Fall 2014

Edited by Andrea Spofford | Barry Kitterman | Amy Wright


A Month of Sundays

Lee Martin

1. I was born on a Sunday morning in October. According to the old fortune-telling rhyme, I was a child meant to be bonny and blithe and good and gay. Born on the Sabbath Day, a time of rest and worship.  

My mother took me to church when I was a boy. We sat on the hard wooden pews of the one-room country church those Sunday mornings. In the winter, a coal stove burned at the rear of the church and women kept their coats draped over their shoulders. Out the church windows, I could see the corn stubble poking up through the snow in the fallow fields. In the summer, wasps flew in through the unscreened windows, propped up with the sawed-off ends of broomsticks, and I listened to the wind as it moved through the leaves of the giant oaks that surrounded the clapboard-covered church. The Church of Christ, one of two churches in Berryville, Illinois, a tiny village of a dozen or so houses and a general store. We had no piano or organ, and when we sang our hymns, we did so in voices that seemed flat and joyless. As flat as the land stretching off to the horizon, as dutiful as the gravel roads that ran straight and intersected in a grid of neatly sectioned plots, as tightly wound as the barbed wire fencing off the fields. I loved the church, in part because I was an only child who often felt lonely on our farm and there were other children to play with after the service was done, and also because I liked being away from my father and his anger. I liked feeling the heat of the coal stove in winter as I snuggled up close to my mother. I watched the snow drift down on the fields, and I let the drone of the preacher’s voice lull me to sleep. Or I followed the flight of the wasps in summer and listened to the birdsong in the oaks and felt the air stirred by the cardboard fans that the women used to cool themselves, the fans that advertised the Ingram Funeral home in West Salem. I had no reason to be on guard against my father’s temper, then—no cause to worry over what I might do or say to make him take off his belt and whip me. In church, I was with my mother, and there she could take care of me the way she sometimes couldn’t in our home where moments of boredom or joy could turn ugly in a snap if something displeased my father.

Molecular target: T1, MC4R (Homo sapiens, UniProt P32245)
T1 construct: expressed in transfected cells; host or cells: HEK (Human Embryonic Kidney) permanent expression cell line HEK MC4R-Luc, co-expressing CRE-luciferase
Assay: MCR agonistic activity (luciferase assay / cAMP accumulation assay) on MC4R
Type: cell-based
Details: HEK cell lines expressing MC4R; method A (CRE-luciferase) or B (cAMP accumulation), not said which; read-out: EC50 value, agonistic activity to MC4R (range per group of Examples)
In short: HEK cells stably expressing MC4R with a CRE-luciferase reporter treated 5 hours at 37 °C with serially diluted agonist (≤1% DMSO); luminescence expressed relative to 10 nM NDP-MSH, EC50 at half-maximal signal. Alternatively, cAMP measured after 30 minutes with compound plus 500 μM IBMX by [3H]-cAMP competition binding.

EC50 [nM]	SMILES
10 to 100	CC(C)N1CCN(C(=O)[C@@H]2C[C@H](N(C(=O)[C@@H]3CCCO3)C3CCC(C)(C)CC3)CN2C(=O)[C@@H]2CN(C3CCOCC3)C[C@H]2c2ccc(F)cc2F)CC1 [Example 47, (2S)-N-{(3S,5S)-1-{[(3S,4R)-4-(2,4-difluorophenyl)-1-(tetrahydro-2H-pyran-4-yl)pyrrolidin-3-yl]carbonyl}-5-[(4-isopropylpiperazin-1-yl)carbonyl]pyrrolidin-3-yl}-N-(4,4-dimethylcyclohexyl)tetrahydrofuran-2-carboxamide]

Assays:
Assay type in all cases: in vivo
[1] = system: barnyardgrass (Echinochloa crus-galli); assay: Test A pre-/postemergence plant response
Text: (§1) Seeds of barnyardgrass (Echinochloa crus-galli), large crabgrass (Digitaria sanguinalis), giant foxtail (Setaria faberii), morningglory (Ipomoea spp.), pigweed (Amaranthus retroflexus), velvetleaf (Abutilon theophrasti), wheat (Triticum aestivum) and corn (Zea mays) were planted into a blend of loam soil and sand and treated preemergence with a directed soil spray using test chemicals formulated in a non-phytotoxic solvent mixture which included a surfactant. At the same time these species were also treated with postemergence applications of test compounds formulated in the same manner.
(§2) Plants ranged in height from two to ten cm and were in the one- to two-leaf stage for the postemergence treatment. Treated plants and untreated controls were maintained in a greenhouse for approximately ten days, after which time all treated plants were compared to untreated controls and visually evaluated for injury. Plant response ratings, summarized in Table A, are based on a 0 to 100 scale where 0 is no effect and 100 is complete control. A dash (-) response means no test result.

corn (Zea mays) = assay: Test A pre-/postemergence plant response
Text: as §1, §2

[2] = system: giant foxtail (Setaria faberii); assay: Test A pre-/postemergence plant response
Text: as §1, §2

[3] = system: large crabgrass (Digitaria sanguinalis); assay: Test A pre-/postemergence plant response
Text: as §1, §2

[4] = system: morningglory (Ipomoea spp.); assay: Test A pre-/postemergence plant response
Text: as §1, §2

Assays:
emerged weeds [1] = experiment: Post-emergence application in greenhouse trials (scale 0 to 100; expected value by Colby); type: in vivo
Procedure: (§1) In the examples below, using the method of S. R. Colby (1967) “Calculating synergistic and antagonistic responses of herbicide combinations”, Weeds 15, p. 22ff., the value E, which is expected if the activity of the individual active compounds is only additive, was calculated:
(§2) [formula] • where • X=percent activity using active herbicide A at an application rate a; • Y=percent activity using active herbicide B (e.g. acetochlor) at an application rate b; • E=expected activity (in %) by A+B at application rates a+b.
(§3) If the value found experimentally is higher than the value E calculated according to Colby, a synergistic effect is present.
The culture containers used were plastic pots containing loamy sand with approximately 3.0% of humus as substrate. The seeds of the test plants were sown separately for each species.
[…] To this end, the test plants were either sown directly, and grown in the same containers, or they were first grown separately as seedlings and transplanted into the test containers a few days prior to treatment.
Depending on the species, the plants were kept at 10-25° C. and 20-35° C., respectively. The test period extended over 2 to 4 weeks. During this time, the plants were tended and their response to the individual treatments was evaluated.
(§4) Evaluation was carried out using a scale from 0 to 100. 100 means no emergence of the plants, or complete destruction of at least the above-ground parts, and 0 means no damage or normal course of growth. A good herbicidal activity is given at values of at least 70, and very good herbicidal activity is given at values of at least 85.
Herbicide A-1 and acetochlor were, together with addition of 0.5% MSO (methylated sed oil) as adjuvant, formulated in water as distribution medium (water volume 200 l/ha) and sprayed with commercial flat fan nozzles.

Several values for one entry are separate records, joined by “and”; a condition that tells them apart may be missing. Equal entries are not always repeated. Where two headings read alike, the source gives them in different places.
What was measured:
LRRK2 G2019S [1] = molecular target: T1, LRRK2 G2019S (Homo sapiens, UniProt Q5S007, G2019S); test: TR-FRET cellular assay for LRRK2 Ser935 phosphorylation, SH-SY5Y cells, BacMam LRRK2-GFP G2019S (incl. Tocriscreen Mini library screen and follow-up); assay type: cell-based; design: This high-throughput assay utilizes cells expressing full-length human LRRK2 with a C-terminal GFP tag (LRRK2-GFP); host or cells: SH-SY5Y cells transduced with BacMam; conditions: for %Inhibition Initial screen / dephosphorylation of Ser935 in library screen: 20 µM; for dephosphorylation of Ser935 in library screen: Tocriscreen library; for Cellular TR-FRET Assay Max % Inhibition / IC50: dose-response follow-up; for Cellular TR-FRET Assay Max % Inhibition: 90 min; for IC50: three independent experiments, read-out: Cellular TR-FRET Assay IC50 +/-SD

How long had it been since he’d come to church? Not in a month of Sundays, which I knew, even as a child, was a very, very long time. 

I have to think he always believed—believed in some sort of redemption, some sort of grace, something that waited for him on the other side of the farming accident that cost him both of his hands. I write about that accident—the one that happened when he tried to clear the shucking box on his corn picker without first shutting down the power take-off—again and again as I try to make sense of the story of our days. The anger, the love, the struggle, the yearning. If he doesn’t have some sort of faith in a life beyond this one—if he doesn’t have hope—all I’m left with is the story my mother told me after he was dead, the story of what he said to the doctor when he first found out my mother, at age forty-four, was pregnant: “Can you get rid of it?” my father asked. That’s a story I’d rewrite if I could. I’d turn it into a story of joy everlasting, for I was his only son and I still wish he’d loved me intensely and immediately—loved me so much it would have been impossible for him to say those words.